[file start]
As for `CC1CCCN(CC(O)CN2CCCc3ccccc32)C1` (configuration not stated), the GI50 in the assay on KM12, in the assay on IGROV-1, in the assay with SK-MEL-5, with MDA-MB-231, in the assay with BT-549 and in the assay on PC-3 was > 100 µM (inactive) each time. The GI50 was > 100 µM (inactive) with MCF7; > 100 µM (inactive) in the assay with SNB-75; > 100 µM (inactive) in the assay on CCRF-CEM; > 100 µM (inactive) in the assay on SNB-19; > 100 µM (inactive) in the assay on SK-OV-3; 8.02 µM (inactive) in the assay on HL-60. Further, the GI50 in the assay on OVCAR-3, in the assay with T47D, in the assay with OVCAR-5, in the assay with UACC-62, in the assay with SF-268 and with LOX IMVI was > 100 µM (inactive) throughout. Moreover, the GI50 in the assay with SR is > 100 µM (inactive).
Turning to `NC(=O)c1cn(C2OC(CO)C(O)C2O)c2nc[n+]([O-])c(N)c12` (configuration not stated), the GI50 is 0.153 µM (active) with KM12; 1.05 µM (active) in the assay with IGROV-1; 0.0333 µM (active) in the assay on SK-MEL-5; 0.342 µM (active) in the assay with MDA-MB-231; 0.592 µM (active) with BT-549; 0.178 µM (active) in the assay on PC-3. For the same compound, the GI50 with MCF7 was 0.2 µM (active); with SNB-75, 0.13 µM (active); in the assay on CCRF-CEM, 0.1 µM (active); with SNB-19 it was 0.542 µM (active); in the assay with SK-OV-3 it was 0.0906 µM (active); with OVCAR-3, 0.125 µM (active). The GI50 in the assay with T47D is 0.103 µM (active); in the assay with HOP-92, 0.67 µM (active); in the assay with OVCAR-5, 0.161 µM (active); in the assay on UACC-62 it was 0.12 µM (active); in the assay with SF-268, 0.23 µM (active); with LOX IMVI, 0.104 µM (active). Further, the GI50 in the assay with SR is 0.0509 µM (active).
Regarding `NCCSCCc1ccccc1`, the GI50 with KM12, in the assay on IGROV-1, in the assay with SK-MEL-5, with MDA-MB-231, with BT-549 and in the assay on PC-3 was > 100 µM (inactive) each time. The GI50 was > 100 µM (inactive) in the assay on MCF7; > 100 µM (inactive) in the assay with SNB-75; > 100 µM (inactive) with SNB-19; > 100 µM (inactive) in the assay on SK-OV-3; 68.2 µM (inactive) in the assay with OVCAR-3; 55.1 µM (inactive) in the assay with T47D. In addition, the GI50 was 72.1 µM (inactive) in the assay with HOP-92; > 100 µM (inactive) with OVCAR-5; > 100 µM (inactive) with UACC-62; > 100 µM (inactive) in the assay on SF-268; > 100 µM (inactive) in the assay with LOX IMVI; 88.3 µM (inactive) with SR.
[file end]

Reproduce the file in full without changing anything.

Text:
As for `CC1CCCN(CC(O)CN2CCCc3ccccc32)C1` (configuration not stated), the GI50 in the assay on KM12, in the assay on IGROV-1, in the assay with SK-MEL-5, with MDA-MB-231, in the assay with BT-549 and in the assay on PC-3 was > 100 µM (inactive) each time. The GI50 was > 100 µM (inactive) with MCF7; > 100 µM (inactive) in the assay with SNB-75; > 100 µM (inactive) in the assay on CCRF-CEM; > 100 µM (inactive) in the assay on SNB-19; > 100 µM (inactive) in the assay on SK-OV-3; 8.02 µM (inactive) in the assay on HL-60. Further, the GI50 in the assay on OVCAR-3, in the assay with T47D, in the assay with OVCAR-5, in the assay with UACC-62, in the assay with SF-268 and with LOX IMVI was > 100 µM (inactive) throughout. Moreover, the GI50 in the assay with SR is > 100 µM (inactive).
Turning to `NC(=O)c1cn(C2OC(CO)C(O)C2O)c2nc[n+]([O-])c(N)c12` (configuration not stated), the GI50 is 0.153 µM (active) with KM12; 1.05 µM (active) in the assay with IGROV-1; 0.0333 µM (active) in the assay on SK-MEL-5; 0.342 µM (active) in the assay with MDA-MB-231; 0.592 µM (active) with BT-549; 0.178 µM (active) in the assay on PC-3. For the same compound, the GI50 with MCF7 was 0.2 µM (active); with SNB-75, 0.13 µM (active); in the assay on CCRF-CEM, 0.1 µM (active); with SNB-19 it was 0.542 µM (active); in the assay with SK-OV-3 it was 0.0906 µM (active); with OVCAR-3, 0.125 µM (active). The GI50 in the assay with T47D is 0.103 µM (active); in the assay with HOP-92, 0.67 µM (active); in the assay with OVCAR-5, 0.161 µM (active); in the assay on UACC-62 it was 0.12 µM (active); in the assay with SF-268, 0.23 µM (active); with LOX IMVI, 0.104 µM (active). Further, the GI50 in the assay with SR is 0.0509 µM (active).
Regarding `NCCSCCc1ccccc1`, the GI50 with KM12, in the assay on IGROV-1, in the assay with SK-MEL-5, with MDA-MB-231, with BT-549 and in the assay on PC-3 was > 100 µM (inactive) each time. The GI50 was > 100 µM (inactive) in the assay on MCF7; > 100 µM (inactive) in the assay with SNB-75; > 100 µM (inactive) with SNB-19; > 100 µM (inactive) in the assay on SK-OV-3; 68.2 µM (inactive) in the assay with OVCAR-3; 55.1 µM (inactive) in the assay with T47D. In addition, the GI50 was 72.1 µM (inactive) in the assay with HOP-92; > 100 µM (inactive) with OVCAR-5; > 100 µM (inactive) with UACC-62; > 100 µM (inactive) in the assay on SF-268; > 100 µM (inactive) in the assay with LOX IMVI; 88.3 µM (inactive) with SR.